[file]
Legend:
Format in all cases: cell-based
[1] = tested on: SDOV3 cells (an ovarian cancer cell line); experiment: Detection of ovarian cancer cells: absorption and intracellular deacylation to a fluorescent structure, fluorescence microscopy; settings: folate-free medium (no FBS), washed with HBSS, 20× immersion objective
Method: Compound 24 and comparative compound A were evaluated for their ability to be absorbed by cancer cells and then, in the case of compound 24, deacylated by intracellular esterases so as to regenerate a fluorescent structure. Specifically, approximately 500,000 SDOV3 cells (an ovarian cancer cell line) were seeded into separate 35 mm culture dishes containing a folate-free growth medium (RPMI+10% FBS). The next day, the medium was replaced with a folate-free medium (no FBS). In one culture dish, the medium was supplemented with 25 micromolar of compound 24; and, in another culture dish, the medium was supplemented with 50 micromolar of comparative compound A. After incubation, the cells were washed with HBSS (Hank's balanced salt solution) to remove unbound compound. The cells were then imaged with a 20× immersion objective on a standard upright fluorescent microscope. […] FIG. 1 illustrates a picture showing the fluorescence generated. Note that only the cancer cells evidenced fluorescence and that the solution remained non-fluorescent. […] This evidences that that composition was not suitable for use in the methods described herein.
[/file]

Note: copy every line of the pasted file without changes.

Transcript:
Legend:
Format in all cases: cell-based
[1] = tested on: SDOV3 cells (an ovarian cancer cell line); experiment: Detection of ovarian cancer cells: absorption and intracellular deacylation to a fluorescent structure, fluorescence microscopy; settings: folate-free medium (no FBS), washed with HBSS, 20× immersion objective
Method: Compound 24 and comparative compound A were evaluated for their ability to be absorbed by cancer cells and then, in the case of compound 24, deacylated by intracellular esterases so as to regenerate a fluorescent structure. Specifically, approximately 500,000 SDOV3 cells (an ovarian cancer cell line) were seeded into separate 35 mm culture dishes containing a folate-free growth medium (RPMI+10% FBS). The next day, the medium was replaced with a folate-free medium (no FBS). In one culture dish, the medium was supplemented with 25 micromolar of compound 24; and, in another culture dish, the medium was supplemented with 50 micromolar of comparative compound A. After incubation, the cells were washed with HBSS (Hank's balanced salt solution) to remove unbound compound. The cells were then imaged with a 20× immersion objective on a standard upright fluorescent microscope. […] FIG. 1 illustrates a picture showing the fluorescence generated. Note that only the cancer cells evidenced fluorescence and that the solution remained non-fluorescent. […] This evidences that that composition was not suitable for use in the methods described herein.